Coal is the most carbon intensive source of energy and phasing it out is a critical step towards achieving the much needed emission reductions needed to limit global warming to 1.5oC as enshrined in the Paris Agreement. Zimbabwe does not only need to move away from coal because of the need to meet the commitments made in the Paris Agreement but also because coal mining operations take away agricultural land from vulnerable communities, leading to land related conflicts. Zimbabwe has been facing climate induced disasters such as cyclones and persistent droughts, and a takeover and contamination of water bodies by the coal industry, which increases the risk of internal conflicts. The social and environmental impacts of coal are a burden that the Government of Zimbabwe and its citizens cannot afford to bear.
Apart from the health burdens and environmental disasters imposed by coal, Zimbabwe coal power generation has gone down to an all time low with the biggest coal power plant, Hwange Thermal Power Plant, with a capacity of about 920MW producing only 293MW of power. The other coal power plant, Bulawayo Thermal Power Station, which has a capacity of 120MW is not producing any power at all. Similarly, Munyati is producing only 16MW yet it has a capacity of 120MW, with Harare Thermal Power station producing just 12MW whilst its capacity is 75MW. This is an indication for the country to phase out coal and move towards clean renewable energy sources.
Taking on a huge financial burden for the construction of a new coal power plant against a background where the world is moving away from coal is a risk that the country cannot afford to take. The Government of Zimbabwe has been promoting the use of solar energy including solar water heaters which are emerging in the country to an extent that the conventional ones are gradually being phased out due to lack of support for spares and other consumables. Solar powered base stations for charging electrical appliances have been installed through the national telecommunications companies. There has been an increase in the use of solar energy by both domestic and business consumers, so much that the Zimbabwe Power Utility, the Zimbabwe Electricity Transmission and Distribution Company (ZETDC), has taken advantage of this development to come up with a scheme that would allow customers who are generating solar energy on their premises to feed the excess power back into the ZETDC Network through a grid-tied inverter so that the excess generation can be measured and credit units allocated to the generating customer. This will keep the customer in the lower tariff band and reduce the total bill at the end of the month. This Net Metering initiative is beneficial to the power utility and the whole country. Zimbabwe is privileged with more than 3 000 hours of sunlight per year and has a potential to produce 10 000GWh of electrical energy per year if solar energy was to be fully harnessed.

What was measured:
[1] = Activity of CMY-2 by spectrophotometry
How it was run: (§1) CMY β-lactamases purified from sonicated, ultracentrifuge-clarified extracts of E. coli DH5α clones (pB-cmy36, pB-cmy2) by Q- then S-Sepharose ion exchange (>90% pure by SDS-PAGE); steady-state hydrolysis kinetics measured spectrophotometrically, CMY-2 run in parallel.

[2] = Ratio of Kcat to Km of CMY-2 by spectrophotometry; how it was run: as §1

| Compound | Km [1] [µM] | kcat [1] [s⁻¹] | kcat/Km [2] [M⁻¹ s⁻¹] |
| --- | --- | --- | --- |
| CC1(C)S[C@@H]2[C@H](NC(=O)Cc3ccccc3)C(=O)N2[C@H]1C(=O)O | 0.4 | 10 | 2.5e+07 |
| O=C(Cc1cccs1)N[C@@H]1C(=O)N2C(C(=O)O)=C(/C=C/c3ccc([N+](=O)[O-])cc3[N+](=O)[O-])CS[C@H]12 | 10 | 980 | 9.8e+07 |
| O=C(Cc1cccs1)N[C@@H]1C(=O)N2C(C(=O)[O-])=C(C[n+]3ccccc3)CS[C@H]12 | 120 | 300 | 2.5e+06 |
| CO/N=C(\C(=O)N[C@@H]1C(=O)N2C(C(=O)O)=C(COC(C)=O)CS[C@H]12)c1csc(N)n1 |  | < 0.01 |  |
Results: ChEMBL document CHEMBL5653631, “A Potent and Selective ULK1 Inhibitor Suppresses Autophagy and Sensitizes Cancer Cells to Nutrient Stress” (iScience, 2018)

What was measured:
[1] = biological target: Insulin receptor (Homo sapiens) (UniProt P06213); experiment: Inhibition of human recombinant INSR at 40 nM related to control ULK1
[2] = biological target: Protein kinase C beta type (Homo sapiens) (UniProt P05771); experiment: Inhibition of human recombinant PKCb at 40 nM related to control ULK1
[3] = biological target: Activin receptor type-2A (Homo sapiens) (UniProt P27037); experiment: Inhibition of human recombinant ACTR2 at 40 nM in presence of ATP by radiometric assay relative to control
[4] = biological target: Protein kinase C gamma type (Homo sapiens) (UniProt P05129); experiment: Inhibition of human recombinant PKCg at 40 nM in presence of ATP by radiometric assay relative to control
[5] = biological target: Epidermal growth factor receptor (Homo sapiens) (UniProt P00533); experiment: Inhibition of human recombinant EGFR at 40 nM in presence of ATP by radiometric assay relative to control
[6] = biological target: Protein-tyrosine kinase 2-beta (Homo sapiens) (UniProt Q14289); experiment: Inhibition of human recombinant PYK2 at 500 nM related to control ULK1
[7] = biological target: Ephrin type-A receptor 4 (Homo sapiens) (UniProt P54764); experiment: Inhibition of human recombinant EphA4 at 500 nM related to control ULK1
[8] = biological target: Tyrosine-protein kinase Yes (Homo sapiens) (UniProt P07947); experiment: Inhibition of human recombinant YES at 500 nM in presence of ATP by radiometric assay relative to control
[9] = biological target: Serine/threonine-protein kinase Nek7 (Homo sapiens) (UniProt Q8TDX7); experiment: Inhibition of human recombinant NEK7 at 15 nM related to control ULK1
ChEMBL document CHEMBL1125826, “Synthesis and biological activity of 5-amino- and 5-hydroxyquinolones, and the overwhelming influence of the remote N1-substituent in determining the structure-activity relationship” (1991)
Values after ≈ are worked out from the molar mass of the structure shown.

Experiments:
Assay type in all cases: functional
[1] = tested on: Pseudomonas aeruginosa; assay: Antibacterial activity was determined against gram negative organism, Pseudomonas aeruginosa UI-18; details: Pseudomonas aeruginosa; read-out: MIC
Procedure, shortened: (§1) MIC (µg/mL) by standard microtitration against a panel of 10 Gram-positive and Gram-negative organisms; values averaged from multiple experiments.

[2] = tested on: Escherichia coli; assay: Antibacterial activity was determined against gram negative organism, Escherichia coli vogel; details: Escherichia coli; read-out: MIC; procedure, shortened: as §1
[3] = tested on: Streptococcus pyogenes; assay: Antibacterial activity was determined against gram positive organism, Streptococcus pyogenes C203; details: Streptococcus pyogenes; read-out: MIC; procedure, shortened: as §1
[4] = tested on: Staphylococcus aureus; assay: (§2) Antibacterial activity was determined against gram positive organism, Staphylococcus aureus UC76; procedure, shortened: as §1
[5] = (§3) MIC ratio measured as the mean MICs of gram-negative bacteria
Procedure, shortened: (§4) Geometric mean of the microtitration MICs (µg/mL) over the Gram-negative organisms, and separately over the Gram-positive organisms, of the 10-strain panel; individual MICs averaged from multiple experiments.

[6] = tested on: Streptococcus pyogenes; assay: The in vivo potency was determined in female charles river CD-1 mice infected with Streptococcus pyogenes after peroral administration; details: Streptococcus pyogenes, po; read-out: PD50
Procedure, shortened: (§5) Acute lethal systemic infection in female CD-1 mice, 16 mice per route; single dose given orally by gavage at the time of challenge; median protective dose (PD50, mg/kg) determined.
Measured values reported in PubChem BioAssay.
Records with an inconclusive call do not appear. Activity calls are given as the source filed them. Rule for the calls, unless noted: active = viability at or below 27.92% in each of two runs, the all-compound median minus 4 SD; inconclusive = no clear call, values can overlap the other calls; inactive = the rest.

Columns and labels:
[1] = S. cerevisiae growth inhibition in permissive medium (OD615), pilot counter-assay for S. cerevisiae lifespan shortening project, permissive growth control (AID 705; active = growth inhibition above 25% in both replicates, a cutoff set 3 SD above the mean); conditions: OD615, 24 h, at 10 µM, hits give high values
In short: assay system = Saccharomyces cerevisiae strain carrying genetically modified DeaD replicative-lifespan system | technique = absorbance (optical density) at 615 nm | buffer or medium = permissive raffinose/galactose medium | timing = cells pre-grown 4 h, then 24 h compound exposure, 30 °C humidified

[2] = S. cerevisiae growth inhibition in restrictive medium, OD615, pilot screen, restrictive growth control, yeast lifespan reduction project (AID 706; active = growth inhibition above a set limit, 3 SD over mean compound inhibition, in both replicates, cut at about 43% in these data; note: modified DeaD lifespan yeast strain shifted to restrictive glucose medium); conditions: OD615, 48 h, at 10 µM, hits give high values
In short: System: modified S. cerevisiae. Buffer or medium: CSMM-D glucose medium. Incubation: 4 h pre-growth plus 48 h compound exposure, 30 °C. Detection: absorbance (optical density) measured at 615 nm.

The future of Zimbabwe is in renewables. To support and promote clean renewable energy, and eradicate energy poverty, the country has developed strong policy frameworks for sustainable energy that improves renewable energy regulations, such as the National Renewable Energy Policy. As the coal power industry is dying, both globally and at the national level, the government of Zimbabwe should refrain from unconditionally bailing out the coal industry as that would entrench fossil fuel dependency. Instead, the government should adopt legislation requiring all energy producers within Zimbabwe to phase out coal as soon as possible and no later than 2025 and prohibit in law and in practice, further investments to expand coal exploration, extraction and production including the development of new infrastructure. The Government should provide subsidies for the development of renewable energy sources that respect human rights throughout the entire supply chain. The coal industry in Zimbabwe is struggling and this is the opportune time to stop taking the huge financial burden associated with trying to revive a dying industry.